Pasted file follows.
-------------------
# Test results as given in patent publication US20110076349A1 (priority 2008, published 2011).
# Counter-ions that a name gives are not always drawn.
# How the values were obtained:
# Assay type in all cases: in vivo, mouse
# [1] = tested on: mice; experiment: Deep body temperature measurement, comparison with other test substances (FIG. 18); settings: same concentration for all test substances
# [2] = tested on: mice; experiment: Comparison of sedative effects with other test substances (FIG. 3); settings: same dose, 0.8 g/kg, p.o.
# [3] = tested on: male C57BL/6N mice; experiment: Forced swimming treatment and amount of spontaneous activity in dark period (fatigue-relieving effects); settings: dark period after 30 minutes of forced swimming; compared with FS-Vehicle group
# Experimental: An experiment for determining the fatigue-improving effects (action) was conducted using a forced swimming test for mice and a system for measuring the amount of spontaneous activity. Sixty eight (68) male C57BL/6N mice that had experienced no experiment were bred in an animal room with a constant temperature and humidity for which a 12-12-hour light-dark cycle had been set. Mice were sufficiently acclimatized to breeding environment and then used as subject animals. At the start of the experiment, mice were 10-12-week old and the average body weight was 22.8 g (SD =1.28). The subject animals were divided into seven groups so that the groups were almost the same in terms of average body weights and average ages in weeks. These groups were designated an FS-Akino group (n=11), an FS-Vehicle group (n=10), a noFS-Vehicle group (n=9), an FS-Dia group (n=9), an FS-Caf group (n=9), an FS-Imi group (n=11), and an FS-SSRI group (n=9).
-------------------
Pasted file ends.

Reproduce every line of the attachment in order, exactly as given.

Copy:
# Test results as given in patent publication US20110076349A1 (priority 2008, published 2011).
# Counter-ions that a name gives are not always drawn.
# How the values were obtained:
# Assay type in all cases: in vivo, mouse
# [1] = tested on: mice; experiment: Deep body temperature measurement, comparison with other test substances (FIG. 18); settings: same concentration for all test substances
# [2] = tested on: mice; experiment: Comparison of sedative effects with other test substances (FIG. 3); settings: same dose, 0.8 g/kg, p.o.
# [3] = tested on: male C57BL/6N mice; experiment: Forced swimming treatment and amount of spontaneous activity in dark period (fatigue-relieving effects); settings: dark period after 30 minutes of forced swimming; compared with FS-Vehicle group
# Experimental: An experiment for determining the fatigue-improving effects (action) was conducted using a forced swimming test for mice and a system for measuring the amount of spontaneous activity. Sixty eight (68) male C57BL/6N mice that had experienced no experiment were bred in an animal room with a constant temperature and humidity for which a 12-12-hour light-dark cycle had been set. Mice were sufficiently acclimatized to breeding environment and then used as subject animals. At the start of the experiment, mice were 10-12-week old and the average body weight was 22.8 g (SD =1.28). The subject animals were divided into seven groups so that the groups were almost the same in terms of average body weights and average ages in weeks. These groups were designated an FS-Akino group (n=11), an FS-Vehicle group (n=10), a noFS-Vehicle group (n=9), an FS-Dia group (n=9), an FS-Caf group (n=9), an FS-Imi group (n=11), and an FS-SSRI group (n=9).